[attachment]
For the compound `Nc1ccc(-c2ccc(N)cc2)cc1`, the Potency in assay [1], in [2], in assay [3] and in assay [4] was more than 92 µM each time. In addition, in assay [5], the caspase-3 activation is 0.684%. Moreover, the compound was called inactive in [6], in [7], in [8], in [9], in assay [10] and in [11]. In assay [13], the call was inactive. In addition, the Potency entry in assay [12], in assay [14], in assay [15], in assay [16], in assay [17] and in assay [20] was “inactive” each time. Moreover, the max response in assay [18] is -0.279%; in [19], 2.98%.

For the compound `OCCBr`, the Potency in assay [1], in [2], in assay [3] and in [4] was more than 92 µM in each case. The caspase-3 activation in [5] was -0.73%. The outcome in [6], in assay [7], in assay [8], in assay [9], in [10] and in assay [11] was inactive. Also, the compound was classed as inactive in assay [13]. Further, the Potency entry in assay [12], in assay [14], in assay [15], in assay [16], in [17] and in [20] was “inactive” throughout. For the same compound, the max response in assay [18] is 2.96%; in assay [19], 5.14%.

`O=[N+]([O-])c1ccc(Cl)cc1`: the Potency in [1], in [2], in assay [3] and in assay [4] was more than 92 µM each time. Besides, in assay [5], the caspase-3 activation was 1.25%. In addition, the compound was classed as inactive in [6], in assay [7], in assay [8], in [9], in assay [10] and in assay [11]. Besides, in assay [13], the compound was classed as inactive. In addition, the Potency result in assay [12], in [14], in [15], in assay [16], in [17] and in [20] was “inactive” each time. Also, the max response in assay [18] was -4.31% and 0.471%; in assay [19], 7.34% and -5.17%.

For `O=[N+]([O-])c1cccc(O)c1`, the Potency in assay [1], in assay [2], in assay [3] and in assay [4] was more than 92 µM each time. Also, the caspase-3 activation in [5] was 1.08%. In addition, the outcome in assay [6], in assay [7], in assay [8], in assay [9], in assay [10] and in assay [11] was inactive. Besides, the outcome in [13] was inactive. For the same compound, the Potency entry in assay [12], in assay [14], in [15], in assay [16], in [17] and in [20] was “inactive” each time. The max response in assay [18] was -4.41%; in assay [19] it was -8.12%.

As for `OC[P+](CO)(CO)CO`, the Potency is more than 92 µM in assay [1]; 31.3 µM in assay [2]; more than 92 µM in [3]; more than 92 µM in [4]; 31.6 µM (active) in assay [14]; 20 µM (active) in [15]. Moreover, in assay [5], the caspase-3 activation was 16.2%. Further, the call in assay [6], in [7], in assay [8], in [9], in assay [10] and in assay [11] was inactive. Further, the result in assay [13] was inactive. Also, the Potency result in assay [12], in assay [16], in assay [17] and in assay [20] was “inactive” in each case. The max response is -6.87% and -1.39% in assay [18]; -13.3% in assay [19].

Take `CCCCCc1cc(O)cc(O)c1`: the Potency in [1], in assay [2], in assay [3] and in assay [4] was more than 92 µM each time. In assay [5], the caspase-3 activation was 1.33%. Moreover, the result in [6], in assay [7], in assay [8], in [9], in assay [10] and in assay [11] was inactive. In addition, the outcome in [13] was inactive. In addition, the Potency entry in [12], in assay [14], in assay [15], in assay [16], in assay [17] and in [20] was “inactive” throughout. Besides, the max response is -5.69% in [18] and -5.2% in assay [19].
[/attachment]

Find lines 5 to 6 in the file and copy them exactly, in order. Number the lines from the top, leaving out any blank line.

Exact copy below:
As for `OC[P+](CO)(CO)CO`, the Potency is more than 92 µM in assay [1]; 31.3 µM in assay [2]; more than 92 µM in [3]; more than 92 µM in [4]; 31.6 µM (active) in assay [14]; 20 µM (active) in [15]. Moreover, in assay [5], the caspase-3 activation was 16.2%. Further, the call in assay [6], in [7], in assay [8], in [9], in assay [10] and in assay [11] was inactive. Further, the result in assay [13] was inactive. Also, the Potency result in assay [12], in assay [16], in assay [17] and in assay [20] was “inactive” in each case. The max response is -6.87% and -1.39% in assay [18]; -13.3% in assay [19].

Take `CCCCCc1cc(O)cc(O)c1`: the Potency in [1], in assay [2], in assay [3] and in assay [4] was more than 92 µM each time. In assay [5], the caspase-3 activation was 1.33%. Moreover, the result in [6], in assay [7], in assay [8], in [9], in assay [10] and in assay [11] was inactive. In addition, the outcome in [13] was inactive. In addition, the Potency entry in [12], in assay [14], in assay [15], in assay [16], in assay [17] and in [20] was “inactive” throughout. Besides, the max response is -5.69% in [18] and -5.2% in assay [19].